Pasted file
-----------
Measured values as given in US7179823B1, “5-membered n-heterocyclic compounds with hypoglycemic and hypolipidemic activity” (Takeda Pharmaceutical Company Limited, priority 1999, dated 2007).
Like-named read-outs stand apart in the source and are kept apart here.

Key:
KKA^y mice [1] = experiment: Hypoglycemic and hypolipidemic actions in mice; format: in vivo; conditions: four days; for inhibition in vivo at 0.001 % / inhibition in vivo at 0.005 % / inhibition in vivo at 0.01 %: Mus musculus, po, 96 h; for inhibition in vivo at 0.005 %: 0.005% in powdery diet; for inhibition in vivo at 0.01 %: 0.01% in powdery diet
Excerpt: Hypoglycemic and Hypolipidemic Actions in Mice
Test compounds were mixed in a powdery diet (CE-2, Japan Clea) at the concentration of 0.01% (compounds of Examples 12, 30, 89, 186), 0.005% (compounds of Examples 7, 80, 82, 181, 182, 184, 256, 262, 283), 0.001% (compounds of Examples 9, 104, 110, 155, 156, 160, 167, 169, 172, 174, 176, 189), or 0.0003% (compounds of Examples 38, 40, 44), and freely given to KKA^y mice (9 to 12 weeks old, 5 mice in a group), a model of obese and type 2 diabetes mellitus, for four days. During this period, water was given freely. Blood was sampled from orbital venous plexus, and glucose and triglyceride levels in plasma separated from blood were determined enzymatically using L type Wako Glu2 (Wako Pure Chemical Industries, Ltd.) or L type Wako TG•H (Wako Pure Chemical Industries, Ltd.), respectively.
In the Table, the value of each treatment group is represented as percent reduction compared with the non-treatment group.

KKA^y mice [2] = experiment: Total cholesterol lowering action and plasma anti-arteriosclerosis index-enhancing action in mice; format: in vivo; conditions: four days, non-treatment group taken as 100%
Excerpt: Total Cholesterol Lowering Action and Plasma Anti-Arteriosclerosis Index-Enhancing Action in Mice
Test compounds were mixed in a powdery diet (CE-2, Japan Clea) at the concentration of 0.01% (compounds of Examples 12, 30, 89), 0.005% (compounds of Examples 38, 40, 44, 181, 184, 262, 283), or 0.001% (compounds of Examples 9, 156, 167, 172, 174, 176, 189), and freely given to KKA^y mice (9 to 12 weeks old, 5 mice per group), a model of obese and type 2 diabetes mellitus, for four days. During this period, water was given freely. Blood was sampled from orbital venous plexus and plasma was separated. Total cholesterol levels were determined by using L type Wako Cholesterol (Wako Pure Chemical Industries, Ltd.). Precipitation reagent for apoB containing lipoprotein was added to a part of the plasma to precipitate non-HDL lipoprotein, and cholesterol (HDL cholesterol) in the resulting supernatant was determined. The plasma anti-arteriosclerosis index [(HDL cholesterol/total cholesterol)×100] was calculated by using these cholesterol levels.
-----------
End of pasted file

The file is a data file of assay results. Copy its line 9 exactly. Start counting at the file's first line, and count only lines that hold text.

Excerpt: Total Cholesterol Lowering Action and Plasma Anti-Arteriosclerosis Index-Enhancing Action in Mice